A continuous glucose monitor (CGM) is a medical device that tracks glucose levels throughout the day. The CGM is inserted under the skin, usually in the abdomen or in the upper arm. The sensors of the device then measure the glucose levels of the fluid between the cells (interstitial glucose levels). The transmitter on the sensor then send the glucose level readings to a monitor that can be clipped on to your clothes or worn on your wrist. The CGM measures and displays glucose levels every 5, 10, or 15 minutes. An inbuilt alarm is triggered if the sugar levels fall dangerously low or become too high. The advantage of a CGM device is that it records glucose levels throughout the day allowing for easy understanding and graphical views of your round-the-clock blood glucose levels.
Before you decide to opt for a CGM, it is important that you consult your diabetologist and also understand the facts behind the various myths about CGM
Myth 1 – I do not need a finger stick test with a glucometer if I use a CGM
Fact – The CGM cannot completely replace the use of a glucometer. The CGM checks the glucose levels of the interstitial fluid and this may vary slightly from the blood glucose levels. Besides, the CGM needs to be calibrated from time to time. This can only be done vis-a-vis the readings obtained by finger stick tests.
Myth 2 – CGM devices are only needed if you need to know blood glucose levels throughout the day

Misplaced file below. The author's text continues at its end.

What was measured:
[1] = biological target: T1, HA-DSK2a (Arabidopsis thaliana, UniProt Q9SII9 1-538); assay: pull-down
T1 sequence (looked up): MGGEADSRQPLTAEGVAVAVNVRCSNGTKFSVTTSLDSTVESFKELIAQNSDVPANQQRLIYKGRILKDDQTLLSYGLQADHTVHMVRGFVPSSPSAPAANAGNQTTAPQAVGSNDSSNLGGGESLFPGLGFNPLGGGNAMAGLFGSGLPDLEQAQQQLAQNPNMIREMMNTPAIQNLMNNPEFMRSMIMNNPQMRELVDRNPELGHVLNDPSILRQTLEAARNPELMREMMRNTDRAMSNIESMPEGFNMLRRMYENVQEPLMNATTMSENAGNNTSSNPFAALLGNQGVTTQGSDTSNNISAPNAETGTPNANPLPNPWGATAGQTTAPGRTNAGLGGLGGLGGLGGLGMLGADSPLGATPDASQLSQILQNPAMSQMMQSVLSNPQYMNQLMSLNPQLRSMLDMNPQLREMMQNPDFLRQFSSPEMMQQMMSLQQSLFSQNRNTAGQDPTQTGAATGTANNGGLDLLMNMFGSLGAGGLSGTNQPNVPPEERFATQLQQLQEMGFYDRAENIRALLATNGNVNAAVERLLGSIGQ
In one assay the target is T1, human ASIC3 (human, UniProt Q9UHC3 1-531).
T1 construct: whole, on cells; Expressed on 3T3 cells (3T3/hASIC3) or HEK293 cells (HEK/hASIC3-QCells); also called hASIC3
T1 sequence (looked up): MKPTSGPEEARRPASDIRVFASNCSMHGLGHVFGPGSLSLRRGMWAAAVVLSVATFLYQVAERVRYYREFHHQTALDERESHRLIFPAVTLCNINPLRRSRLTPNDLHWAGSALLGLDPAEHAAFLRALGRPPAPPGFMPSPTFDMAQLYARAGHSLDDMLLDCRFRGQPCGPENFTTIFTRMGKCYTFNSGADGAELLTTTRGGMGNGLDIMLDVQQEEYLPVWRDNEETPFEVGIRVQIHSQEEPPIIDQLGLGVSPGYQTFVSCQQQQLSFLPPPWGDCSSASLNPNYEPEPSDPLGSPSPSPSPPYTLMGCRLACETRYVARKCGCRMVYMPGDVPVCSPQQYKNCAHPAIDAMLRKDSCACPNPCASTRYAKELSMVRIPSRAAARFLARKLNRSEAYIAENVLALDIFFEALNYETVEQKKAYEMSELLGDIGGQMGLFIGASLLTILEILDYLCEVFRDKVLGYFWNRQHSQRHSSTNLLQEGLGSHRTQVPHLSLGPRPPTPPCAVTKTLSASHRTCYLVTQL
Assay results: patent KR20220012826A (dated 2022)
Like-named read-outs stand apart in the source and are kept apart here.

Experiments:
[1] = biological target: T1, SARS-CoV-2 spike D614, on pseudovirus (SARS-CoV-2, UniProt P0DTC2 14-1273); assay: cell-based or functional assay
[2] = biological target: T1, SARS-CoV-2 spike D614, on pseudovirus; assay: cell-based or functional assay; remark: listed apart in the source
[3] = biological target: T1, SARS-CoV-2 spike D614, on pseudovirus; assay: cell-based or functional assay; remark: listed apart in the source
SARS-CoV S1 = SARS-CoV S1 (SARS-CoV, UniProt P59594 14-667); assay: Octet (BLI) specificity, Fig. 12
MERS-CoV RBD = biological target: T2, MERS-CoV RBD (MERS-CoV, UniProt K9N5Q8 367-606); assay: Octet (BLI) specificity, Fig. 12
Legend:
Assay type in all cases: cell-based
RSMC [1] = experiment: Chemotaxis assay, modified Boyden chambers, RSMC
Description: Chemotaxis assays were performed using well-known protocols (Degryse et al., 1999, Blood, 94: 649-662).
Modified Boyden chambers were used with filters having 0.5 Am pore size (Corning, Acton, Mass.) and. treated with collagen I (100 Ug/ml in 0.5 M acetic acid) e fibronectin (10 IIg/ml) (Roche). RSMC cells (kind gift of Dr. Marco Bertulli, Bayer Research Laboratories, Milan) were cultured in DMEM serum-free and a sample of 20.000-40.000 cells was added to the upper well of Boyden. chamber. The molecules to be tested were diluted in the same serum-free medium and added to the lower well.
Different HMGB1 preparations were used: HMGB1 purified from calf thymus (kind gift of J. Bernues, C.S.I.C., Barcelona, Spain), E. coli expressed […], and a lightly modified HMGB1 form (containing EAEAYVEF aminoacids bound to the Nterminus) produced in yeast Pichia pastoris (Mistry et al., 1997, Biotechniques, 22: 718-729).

Fact – It is true that the CGM device provides blood glucose readings every few minutes. This is definitely needed in case of patients who experience extreme fluctuations of sugar levels. CGM is also essential to present the treating physician with a bird’s eye view of the blood sugar fluctuations through the day and across a period of time. This helps in calibrating the medication.
Myth 3 – CGM devices are not accurate
Fact – Your CGM device reading may vary slightly from the reading of your glucometer. This is because the glucose levels tested by the glucometer are from the blood while that of the CGM device is from the interstitial fluid. The variance is a small one and is to be expected. This does not mean that the CGM is inaccurate.
Myth 4 – CGM cannot help in case of a hyperglycaemic episode.
Fact – Some CGM devices come with an inbuilt insulin pump. This means that they prevent the blood sugar levels from going very high and causing a spike in the a1C levels. All CGM, however, do not come with insulin supply mechanisms. It is best to discuss the specific device you are using with your doctor. All CGM devices sound an alert when the sugar levels fluctuate and reach dangerous levels.
Myth 5 – CGM readings are difficult to decipher.
Fact – The CGM monitor is similar to a smartphone and is very easy to read. The readings are also recorded and displayed in a simple graphical format. Your doctor or hospital may also be connected to the CGM readings and may remotely monitor your glucose levels.